Can you imagine a Catholic Church in which everyone is warmly and sincerely welcome… where God’s mercy and unconditional love is truly alive?
Can you imagine a Catholic Church in which all baptized Christians are welcome to receive Holy Communion, including those divorced and/or remarried without annulment?
Can you imagine a Catholic Church in which a priest can choose to be married and support himself through secular employment… ministering to all parishioners with care and empathy?
We live in an age of declining church attendance, Catholic parish closings and a quiet, but growing, sense that the traditional Catholic Church has lost touch with the real life struggles of Catholic Christians today. In the midst of this reality, we wonder if the kind of Church we’ve described above may be ahead of its time, or perhaps long overdue.
These concepts echo the sentiments of one Roman Catholic bishop from Brazil, the Most Reverend Carlos Duarte Costa. Largely unknown to contemporary Catholics, Bishop Duarte Costa was considered a rebel by the Vatican and a saint by the countless thousands served by his ministry. An advocate for the poor, he criticized the political leanings of the Roman Catholic Church in Brazil. The Church, in Duarte’s view, enjoyed a position of favor with the wealthy government; a government under which the privileged thrived while the countless poor were starved in the streets.
Duarte Costa was critical of the Vatican’s policy of silence during World War II. Duarte Costa championed the abolition of celibacy and called for a national Christian church independent of Rome, in which priests would “have wives… and in which divorce would be tolerated”. Today, this Church, a National Church in Brazil, has a membership that numbers in the tens of thousands, with sister Churches whose worldwide members in 22 countries number in the millions. On July 7, 1995, in Rio de Janeiro, Bishop Duarte Costa’s successors celebrated the Golden Jubilee of the founding of the Brazilian National Church.
Is this a Church ahead of its time? Not with a heritage now fifty years old! Not in Brazil, not in Argentina, nor in Mexico.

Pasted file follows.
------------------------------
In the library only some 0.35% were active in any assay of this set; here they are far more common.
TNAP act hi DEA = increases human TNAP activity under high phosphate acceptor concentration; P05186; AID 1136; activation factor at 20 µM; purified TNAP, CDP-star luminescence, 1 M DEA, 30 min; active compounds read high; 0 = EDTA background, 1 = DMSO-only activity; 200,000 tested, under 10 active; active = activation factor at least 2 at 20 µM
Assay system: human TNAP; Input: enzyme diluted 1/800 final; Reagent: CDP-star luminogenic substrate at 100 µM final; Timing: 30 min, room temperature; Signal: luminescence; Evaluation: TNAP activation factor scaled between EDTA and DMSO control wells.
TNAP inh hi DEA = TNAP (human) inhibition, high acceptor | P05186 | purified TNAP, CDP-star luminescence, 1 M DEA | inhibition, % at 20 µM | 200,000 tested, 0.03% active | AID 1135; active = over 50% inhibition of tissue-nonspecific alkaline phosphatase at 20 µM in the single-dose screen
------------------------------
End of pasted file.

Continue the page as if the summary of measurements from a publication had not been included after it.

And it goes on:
Perhaps this is a concept of Church which should grow in the United States. It is certainly considered by many contemporary Catholics as a concept that is now very long overdue.
Right here in Cranston, Rhode Island, there is just such a Church. While the Brazilian National Catholic Church evolved as a ministry to the poor, Saint Patrick Catholic Church ministers to the poor, as well as to the spiritually impoverished, and to the many mainstream Catholics who, for any number of reasons, feel rejected and alienated from the Church of their youth.
Multitudes of mainstream Catholics, because of divorce and remarriage or the practice of artificial birth control, feel unwelcome in the Roman Catholic Church. Fr. Roger Durand, pastor of this parish, in looking out at these numbers of scattered Catholics, often thinks of the scene described in Mark 6:34-35. Christ, in looking out from the boat at the vast crowd upon the shore, was moved with compassion, “for they were like sheep without a shepherd”. Jesus welcomed a broken humanity with limitless love and unconditional forgiveness. Saint Patrick Catholic Church, ecumenical in spirit, welcomes all baptized Christians, regardless of denomination, not only to be present for the celebration of the Mass but also to receive the Sacrament of the Holy Eucharist. Beyond this, we have welcomed all who seek a sincere relationship with God and count many non Christian friends among those who worship regularly with us. For do we not all worship the same God and have the same need for salvation in our lives?
Saint Patrick Catholic Church practices an authentic Catholicism rooted in the beliefs and worship of the Roman Catholic Church. The pastor of this parish was ordained by a National Catholic bishop who can trace his Orders to the Roman Catholic Church and thus to the Apostles in unbroken Apostolic Succession.